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Leigh Street Wine Room

Top Wine Bars Etc
  • Wine glass icon
    400+ wines, natural focus with South Australian & international lean
  • Fork icon
    Produce-driven small plates & mains, built to share
  • Dollar icon
    Small plates $9–$25, large plates $28–$39
  • Music notes icon
    Hip-hop, new & old soul, indie rock
  • Folding chair icon
    60 inside with bar seating, 10 outside

The lowdown

An instant classic on opening in 2019, now settling into a long stride with lo-fi wine & some of Adelaide’s best food – settle in for the chef’s menu, have a plate or two or kick back with snacks

The nuts & bolts

  • Function spaces: 20–40 guests

Leigh Street Wine Room is one of those rare places that feels like it’s been there for decades, smoothed and polished over the years. It hasn’t, of course, with LSWR pulling their first corks in 2019. But Nathan and Sali Sasi’s temple to natural wine has made its mark in indelible fashion, anchoring itself as one of Adelaide’s most acclaimed venues.

The appeal of Leigh Street Wine Room starts at the front door, with the narrow venue crowned by an impressively towering arched ceiling that runs the length of the mid-century European-leaning 40-seater. Think terrazzo – bar and floor – fluted dark timber, retro bar stools and framed prints, while white spaghetti-strand acoustic panels evoke 60s Bella Italia while also softening the noise levels – clever. A moody mezzanine at the back, above the kitchen, adds depth and intrigue – as well as 20 more seats that you can book out, if you like.

Nathan had a stellar cooking career before opening LSWR, including stints with Neil Perry and Peter Doyle. Overseas, he worked in the US at Sean Brock’s Husk, and Dinner by Heston in London as well as at legendary Moorish temple Moro. Landing in Sydney, he took on the lead role at Nomad, where a love for curing, pickling, fermenting, drying, smoking and cheese-making took full flight. That interest was fostered by his father, a Hungarian immigrant, who made everything from scratch for the family.

After launching and helming Sydney’s acclaimed Mercado, while also starting an artisan ice-cream business on the side, a move to Adelaide saw him taking the Executive Chef role for the Big Easy Group – NOLA, Anchovy Bandit, The Stag etc. In 2019, Sali and Nathan struck out on their own, giving an old dry cleaner a new fit-out modelled on a melange of their favourite European wine bars.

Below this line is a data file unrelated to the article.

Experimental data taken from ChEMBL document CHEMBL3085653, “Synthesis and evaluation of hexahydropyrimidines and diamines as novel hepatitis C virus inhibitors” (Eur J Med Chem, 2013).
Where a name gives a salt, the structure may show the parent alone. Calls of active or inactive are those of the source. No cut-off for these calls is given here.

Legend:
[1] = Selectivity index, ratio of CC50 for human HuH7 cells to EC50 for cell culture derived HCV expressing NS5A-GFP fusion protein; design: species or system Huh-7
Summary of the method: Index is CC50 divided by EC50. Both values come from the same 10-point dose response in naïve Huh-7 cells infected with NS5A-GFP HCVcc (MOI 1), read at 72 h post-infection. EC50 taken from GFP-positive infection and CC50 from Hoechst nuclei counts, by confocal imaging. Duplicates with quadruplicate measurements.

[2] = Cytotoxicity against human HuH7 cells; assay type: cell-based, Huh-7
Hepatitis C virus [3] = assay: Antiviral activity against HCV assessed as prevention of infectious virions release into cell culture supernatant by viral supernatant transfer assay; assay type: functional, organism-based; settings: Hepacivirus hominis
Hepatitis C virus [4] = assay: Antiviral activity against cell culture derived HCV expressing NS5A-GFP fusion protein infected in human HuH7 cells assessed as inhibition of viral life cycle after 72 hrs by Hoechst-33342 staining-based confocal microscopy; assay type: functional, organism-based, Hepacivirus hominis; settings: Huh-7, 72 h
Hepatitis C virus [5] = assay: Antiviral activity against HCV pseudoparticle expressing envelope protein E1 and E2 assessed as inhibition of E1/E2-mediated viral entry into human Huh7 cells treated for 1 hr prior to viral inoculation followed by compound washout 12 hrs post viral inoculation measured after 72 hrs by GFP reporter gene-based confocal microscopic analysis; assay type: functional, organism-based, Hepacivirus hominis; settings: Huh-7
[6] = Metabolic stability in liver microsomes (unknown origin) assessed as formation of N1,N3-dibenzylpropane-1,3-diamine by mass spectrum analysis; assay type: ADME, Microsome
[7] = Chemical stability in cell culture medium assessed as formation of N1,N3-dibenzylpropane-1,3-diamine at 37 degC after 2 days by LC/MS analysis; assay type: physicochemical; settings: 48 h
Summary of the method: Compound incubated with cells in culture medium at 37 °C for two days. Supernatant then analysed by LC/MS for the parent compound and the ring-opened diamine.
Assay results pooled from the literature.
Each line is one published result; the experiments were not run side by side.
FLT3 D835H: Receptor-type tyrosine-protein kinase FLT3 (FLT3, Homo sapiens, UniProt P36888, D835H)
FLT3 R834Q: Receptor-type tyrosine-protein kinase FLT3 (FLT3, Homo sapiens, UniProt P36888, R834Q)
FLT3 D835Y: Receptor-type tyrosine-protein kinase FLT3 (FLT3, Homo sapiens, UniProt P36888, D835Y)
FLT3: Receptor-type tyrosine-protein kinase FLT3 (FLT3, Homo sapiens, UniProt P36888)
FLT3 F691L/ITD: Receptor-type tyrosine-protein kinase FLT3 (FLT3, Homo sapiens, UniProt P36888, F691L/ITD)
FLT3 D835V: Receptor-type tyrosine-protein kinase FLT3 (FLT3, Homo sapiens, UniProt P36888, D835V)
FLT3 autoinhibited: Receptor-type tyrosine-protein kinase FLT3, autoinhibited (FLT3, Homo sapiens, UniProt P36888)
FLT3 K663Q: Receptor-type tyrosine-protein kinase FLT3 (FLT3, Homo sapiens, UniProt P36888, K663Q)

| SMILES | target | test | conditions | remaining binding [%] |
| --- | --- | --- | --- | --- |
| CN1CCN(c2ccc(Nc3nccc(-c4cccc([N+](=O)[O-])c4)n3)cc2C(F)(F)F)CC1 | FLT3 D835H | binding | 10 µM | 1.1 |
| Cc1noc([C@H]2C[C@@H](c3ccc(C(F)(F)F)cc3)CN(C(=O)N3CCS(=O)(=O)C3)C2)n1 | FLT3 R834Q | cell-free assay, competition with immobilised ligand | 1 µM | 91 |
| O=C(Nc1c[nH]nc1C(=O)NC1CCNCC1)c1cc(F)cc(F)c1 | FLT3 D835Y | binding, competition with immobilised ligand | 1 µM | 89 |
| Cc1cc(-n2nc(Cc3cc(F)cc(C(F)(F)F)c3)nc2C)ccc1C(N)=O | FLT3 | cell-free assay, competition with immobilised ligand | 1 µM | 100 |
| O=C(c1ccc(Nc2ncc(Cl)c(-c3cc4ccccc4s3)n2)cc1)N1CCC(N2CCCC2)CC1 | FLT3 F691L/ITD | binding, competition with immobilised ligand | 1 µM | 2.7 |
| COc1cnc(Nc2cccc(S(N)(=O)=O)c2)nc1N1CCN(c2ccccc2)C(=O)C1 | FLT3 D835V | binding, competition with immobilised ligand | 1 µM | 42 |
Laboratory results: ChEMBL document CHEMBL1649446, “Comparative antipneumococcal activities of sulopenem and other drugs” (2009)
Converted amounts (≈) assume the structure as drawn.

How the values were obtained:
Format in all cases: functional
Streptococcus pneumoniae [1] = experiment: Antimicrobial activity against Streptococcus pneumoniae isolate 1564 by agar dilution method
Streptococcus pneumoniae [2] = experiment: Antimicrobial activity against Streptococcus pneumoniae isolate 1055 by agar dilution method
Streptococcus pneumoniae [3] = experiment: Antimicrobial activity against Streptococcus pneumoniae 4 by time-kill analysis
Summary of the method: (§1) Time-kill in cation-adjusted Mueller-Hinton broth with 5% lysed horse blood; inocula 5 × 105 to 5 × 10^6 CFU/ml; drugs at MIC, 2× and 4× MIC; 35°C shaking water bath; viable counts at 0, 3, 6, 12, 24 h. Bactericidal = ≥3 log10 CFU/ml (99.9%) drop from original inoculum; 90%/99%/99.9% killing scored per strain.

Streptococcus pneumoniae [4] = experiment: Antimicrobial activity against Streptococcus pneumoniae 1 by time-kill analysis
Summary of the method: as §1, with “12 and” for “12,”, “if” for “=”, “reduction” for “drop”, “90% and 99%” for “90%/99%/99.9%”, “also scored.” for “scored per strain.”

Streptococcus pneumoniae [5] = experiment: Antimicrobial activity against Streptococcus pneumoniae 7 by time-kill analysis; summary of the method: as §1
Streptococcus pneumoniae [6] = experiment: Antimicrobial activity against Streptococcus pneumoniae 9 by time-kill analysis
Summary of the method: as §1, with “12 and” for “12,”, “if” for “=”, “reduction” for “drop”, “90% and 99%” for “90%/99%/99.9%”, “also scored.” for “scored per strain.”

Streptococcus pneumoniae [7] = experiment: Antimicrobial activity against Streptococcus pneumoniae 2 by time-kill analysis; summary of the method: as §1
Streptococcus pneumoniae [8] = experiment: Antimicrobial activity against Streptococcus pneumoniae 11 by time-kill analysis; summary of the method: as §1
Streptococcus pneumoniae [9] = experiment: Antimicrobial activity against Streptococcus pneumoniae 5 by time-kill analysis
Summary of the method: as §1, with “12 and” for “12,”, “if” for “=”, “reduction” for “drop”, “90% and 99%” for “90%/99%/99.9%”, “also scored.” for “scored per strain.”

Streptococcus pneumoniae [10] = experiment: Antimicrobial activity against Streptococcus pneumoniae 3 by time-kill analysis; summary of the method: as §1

The wine offer at LSWR is pitched very much in the natural camp, though the selections aren’t dogmatically so, with the wines of South Australia especially well represented. “We have a fairly even split of Australian and International wines,” says Sali. “One thing we do focus on is showcasing our South Australian, in particular Adelaide Hills, winemakers. It’s part of the reason we opened LSWR. We couldn’t believe they were barely represented in their hometown and given we’ve loved their wines interstate, we really wanted to celebrate them locally.”

Leigh Street Wine Room is about wine first and foremost, the liquid wallpaper of over 400 eclectic bottlings on dark-wood shelves the length of the site attest to that, but it’s also home to some of the best food in the city. That deep obsession with fermenting and the like has not waned, with everything from charcuterie, smallgoods and cheese to cultured butter and sourdough bread turned out of the compact open kitchen at the rear. And the menu dominated by small plate offerings can be marshalled into a substantial tasting menu for two or more people for $80 a head – double that if you want matched wines.

But no matter the food cred, LSWR is not about to turn itself into a fine diner. “We’ve always had the philosophy of choose your own adventure,” says Sali. “Come in for a quick drink and a tasty snack or gather with your mates for some after work knock-offs… or get comfy and settle in for our tasting menu. It’s a pretty chilled vibe – sit at the bar or in the dining room. We really just want people to come in, feel relaxed and enjoy good food with good wine, it’s really that simple.”

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